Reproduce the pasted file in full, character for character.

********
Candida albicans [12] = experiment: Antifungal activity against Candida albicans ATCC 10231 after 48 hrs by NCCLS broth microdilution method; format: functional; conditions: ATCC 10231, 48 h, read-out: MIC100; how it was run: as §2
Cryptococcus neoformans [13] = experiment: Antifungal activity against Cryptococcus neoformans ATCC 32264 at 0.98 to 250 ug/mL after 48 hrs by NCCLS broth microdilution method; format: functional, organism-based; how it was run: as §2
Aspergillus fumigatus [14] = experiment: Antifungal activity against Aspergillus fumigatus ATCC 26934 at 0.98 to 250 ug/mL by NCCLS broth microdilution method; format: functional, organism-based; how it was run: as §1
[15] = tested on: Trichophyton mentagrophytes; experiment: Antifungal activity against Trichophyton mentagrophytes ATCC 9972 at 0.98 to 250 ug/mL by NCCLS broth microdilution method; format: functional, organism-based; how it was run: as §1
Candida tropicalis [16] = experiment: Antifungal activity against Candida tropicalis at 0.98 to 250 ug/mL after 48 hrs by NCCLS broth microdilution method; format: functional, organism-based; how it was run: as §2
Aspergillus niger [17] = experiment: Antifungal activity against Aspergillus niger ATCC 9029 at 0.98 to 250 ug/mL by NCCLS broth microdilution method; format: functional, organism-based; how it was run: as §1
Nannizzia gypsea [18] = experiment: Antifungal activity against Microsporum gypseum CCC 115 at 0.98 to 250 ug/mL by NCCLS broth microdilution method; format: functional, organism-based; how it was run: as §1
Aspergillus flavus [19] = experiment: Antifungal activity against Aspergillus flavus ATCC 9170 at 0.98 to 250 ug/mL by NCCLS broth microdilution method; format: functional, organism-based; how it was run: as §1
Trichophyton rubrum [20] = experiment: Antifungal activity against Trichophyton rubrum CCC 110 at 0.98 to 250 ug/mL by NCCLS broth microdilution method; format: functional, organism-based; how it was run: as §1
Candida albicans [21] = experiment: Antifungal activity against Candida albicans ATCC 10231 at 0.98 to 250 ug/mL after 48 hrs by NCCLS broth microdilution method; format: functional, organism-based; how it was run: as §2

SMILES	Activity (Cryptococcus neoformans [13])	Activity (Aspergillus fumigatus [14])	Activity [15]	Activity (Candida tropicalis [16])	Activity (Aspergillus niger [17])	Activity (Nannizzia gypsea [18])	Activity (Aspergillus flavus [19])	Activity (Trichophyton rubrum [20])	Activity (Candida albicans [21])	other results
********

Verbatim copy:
Candida albicans [12] = experiment: Antifungal activity against Candida albicans ATCC 10231 after 48 hrs by NCCLS broth microdilution method; format: functional; conditions: ATCC 10231, 48 h, read-out: MIC100; how it was run: as §2
Cryptococcus neoformans [13] = experiment: Antifungal activity against Cryptococcus neoformans ATCC 32264 at 0.98 to 250 ug/mL after 48 hrs by NCCLS broth microdilution method; format: functional, organism-based; how it was run: as §2
Aspergillus fumigatus [14] = experiment: Antifungal activity against Aspergillus fumigatus ATCC 26934 at 0.98 to 250 ug/mL by NCCLS broth microdilution method; format: functional, organism-based; how it was run: as §1
[15] = tested on: Trichophyton mentagrophytes; experiment: Antifungal activity against Trichophyton mentagrophytes ATCC 9972 at 0.98 to 250 ug/mL by NCCLS broth microdilution method; format: functional, organism-based; how it was run: as §1
Candida tropicalis [16] = experiment: Antifungal activity against Candida tropicalis at 0.98 to 250 ug/mL after 48 hrs by NCCLS broth microdilution method; format: functional, organism-based; how it was run: as §2
Aspergillus niger [17] = experiment: Antifungal activity against Aspergillus niger ATCC 9029 at 0.98 to 250 ug/mL by NCCLS broth microdilution method; format: functional, organism-based; how it was run: as §1
Nannizzia gypsea [18] = experiment: Antifungal activity against Microsporum gypseum CCC 115 at 0.98 to 250 ug/mL by NCCLS broth microdilution method; format: functional, organism-based; how it was run: as §1
Aspergillus flavus [19] = experiment: Antifungal activity against Aspergillus flavus ATCC 9170 at 0.98 to 250 ug/mL by NCCLS broth microdilution method; format: functional, organism-based; how it was run: as §1
Trichophyton rubrum [20] = experiment: Antifungal activity against Trichophyton rubrum CCC 110 at 0.98 to 250 ug/mL by NCCLS broth microdilution method; format: functional, organism-based; how it was run: as §1
Candida albicans [21] = experiment: Antifungal activity against Candida albicans ATCC 10231 at 0.98 to 250 ug/mL after 48 hrs by NCCLS broth microdilution method; format: functional, organism-based; how it was run: as §2

SMILES	Activity (Cryptococcus neoformans [13])	Activity (Aspergillus fumigatus [14])	Activity [15]	Activity (Candida tropicalis [16])	Activity (Aspergillus niger [17])	Activity (Nannizzia gypsea [18])	Activity (Aspergillus flavus [19])	Activity (Trichophyton rubrum [20])	Activity (Candida albicans [21])	other results